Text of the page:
A traditional Austrian Christmas dinner doesn’t opt for turkey, but for carp. The fish is fried in butter, and trimmings generally include a variety of vegetables and potatoes. Have yourself a very fishy Christmas! Goose is another popular Christmas main dish in Austria, often accompanied by roasted apples and braised cabbage.
Christmas isn’t Christmas in Austria without copious amounts of steaming glühwein. The traditional recipe is a basic mix of wine, cinnamon and sugar, blended together to make the most festive drink known to man. You’ll find a number of stalls serving this delightful warming beverage at any market in Vienna, and it has been adapted to entice even the most wine-weary, with flavours ranging from orange to vanilla bean. Virgin varieties for the teetotal festive-makers are available, too.
Not uniquely a Christmas recipe, but popular enough around autumn and winter time that it’s worth mentioning. In Austria, it is often served with a generous dollop of fresh cream and a swirl of deep brown pumpkin oil – an Austrian speciality ingredient.
Bread dumplings, or knödel as they are known as by locals, are popular all year round in Austria, but they are a staple accompaniment for any Christmas dinner. They are easy enough to make at home, with a modest ingredients list consisting of potatoes, flour, semolina and a little nutmeg – try this recipe.
Dangle them from your Christmas tree or munch them straight out the packet – biscuits flavoured with seasonal spices, such as clove and cinnamon, or gingerbread, are a must-have treat during the festive period. In Austria, they tend to come daintily decorated and cut into seasonal shapes. A vanilla crescent, or Vanillekipferl as its known to locals, is a classic recipe that you’ll find in Austrian markets and bakeries – a simple biscuit with a warming kick of vanilla essence. Another popular treat you’ll likely come across if visiting Vienna in wintertime is Linzer torte – a delicious jammy treat comprised of a dollop of sweet raspberry preserve sandwiched between two almond biscuits.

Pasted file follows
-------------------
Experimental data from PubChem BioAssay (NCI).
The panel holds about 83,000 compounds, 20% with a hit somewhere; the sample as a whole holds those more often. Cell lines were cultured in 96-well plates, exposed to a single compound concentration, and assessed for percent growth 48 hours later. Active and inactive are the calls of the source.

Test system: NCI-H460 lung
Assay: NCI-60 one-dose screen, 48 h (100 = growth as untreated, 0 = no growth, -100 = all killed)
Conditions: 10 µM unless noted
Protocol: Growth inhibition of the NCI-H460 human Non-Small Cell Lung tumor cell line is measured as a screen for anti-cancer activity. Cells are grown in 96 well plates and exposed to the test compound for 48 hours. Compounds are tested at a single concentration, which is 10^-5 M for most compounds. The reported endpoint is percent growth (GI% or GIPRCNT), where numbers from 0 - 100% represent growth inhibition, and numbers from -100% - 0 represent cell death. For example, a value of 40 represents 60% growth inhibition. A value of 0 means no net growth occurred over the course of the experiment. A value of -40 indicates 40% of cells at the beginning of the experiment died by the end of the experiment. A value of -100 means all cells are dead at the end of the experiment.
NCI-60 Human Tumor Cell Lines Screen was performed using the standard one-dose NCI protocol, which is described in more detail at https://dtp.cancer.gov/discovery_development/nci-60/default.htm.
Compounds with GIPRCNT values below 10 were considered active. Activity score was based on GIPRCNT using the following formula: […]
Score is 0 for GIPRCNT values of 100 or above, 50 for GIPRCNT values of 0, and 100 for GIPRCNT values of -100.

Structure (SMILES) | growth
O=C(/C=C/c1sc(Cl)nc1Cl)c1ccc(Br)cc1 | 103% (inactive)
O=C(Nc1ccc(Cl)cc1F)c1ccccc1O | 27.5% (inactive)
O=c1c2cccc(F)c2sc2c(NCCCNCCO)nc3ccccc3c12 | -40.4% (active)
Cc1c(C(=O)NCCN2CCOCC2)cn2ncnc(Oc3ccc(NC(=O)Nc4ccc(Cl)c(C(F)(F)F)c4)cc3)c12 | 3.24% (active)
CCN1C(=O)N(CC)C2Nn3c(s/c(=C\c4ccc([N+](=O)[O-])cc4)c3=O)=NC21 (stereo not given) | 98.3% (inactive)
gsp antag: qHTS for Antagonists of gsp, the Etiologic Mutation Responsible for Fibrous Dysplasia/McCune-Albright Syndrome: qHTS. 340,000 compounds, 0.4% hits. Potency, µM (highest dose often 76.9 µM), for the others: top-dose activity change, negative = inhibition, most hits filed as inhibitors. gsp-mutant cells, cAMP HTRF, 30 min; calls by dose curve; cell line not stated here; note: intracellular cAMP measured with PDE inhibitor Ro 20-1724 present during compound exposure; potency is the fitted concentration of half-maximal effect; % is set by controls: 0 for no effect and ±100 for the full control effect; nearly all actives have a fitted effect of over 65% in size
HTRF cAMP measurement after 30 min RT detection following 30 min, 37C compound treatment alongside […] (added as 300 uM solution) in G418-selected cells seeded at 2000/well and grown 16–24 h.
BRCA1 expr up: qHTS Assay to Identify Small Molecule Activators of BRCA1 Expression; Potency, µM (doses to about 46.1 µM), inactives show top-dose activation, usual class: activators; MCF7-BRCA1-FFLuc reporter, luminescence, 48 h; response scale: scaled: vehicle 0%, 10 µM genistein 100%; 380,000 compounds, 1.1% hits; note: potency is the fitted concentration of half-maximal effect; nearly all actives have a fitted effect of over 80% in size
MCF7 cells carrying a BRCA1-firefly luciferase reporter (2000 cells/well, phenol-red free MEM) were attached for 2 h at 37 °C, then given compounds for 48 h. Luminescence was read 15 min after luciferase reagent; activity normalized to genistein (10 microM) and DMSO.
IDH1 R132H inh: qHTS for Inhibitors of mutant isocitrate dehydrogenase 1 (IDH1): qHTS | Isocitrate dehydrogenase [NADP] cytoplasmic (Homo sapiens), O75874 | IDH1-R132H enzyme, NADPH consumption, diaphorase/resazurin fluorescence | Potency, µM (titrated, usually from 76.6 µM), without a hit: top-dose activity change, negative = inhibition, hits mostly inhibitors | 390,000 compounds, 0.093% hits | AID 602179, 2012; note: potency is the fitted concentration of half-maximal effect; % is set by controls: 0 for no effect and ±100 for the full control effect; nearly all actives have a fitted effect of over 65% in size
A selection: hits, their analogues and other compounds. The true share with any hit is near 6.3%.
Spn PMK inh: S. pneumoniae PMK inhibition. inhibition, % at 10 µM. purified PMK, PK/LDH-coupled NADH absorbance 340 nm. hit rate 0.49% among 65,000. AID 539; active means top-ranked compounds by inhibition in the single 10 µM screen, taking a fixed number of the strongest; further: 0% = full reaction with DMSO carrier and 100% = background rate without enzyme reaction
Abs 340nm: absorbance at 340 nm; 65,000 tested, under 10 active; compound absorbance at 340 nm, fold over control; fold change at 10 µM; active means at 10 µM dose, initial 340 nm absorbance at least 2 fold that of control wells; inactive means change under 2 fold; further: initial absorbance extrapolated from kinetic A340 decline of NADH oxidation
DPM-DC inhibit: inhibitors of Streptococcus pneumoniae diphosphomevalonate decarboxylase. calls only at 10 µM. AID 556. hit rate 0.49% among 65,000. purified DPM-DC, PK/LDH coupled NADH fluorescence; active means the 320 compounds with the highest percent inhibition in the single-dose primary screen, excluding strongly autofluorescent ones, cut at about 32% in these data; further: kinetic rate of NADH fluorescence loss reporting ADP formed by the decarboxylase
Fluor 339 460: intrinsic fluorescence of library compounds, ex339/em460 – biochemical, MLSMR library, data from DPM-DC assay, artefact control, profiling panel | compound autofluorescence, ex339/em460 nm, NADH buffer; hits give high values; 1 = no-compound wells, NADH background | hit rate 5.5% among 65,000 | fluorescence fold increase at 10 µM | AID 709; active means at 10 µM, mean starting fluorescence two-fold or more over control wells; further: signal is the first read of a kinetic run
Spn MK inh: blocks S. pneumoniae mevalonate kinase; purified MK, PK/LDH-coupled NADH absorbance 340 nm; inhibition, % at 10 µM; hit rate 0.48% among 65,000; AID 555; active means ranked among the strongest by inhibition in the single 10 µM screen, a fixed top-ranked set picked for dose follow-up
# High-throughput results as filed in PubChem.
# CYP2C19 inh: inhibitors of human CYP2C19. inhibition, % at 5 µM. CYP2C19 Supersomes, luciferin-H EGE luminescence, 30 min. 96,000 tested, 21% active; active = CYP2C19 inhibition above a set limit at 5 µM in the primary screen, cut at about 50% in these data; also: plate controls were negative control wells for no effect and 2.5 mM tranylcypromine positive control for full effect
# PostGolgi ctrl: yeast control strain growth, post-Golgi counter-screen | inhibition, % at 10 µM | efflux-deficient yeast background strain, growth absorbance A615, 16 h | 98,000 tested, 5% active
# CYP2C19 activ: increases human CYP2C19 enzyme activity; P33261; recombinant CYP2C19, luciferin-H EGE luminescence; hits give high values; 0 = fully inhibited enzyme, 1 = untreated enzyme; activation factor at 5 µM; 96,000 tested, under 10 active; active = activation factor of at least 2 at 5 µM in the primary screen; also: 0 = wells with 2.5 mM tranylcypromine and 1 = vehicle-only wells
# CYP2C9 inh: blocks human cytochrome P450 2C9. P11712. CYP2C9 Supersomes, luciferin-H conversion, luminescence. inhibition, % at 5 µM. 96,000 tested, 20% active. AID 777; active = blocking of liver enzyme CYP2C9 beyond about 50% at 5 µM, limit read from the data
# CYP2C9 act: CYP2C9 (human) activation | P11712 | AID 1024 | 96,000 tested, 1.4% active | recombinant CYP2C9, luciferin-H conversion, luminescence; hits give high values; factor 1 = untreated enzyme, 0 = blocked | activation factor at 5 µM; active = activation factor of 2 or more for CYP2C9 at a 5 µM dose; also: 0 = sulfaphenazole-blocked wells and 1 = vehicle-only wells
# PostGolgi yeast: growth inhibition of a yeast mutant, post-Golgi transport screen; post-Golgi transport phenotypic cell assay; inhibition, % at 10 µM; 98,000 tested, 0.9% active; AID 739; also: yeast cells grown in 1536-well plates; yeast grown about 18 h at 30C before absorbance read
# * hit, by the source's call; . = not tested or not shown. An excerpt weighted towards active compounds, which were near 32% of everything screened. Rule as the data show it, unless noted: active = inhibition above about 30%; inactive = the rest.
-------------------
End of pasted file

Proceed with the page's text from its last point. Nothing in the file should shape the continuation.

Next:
Stollen originally hails from Germany (weihnachtsstollen is named after weinachten, German for Christmas), but it is incredibly popular around Christmas time in Austria, too. Fiendishly rich, packed full of fruits and marzipan and laced with a punchy kick of booze, it is Christmas incarnate.
You know it’s time to awaken the Christmas cheer when maroni stalls start popping up in Vienna. Roasted chestnuts, slightly salted, and served in a paper cone are the perfect winter-warmer. The stalls will usually also serve bratkartoffeln – roasted potato wedges.
The kletzenbrot, or Austrian fruit bread, is laden with fruit and packed with zesty spices. The festive treat consists of a fruit-only centre with just a paper thing slither of dough covering the moist, squidgy mixture. Fruit commonly used for making Austrian kletzenbrot includes dried pears, figs, dates and raisins.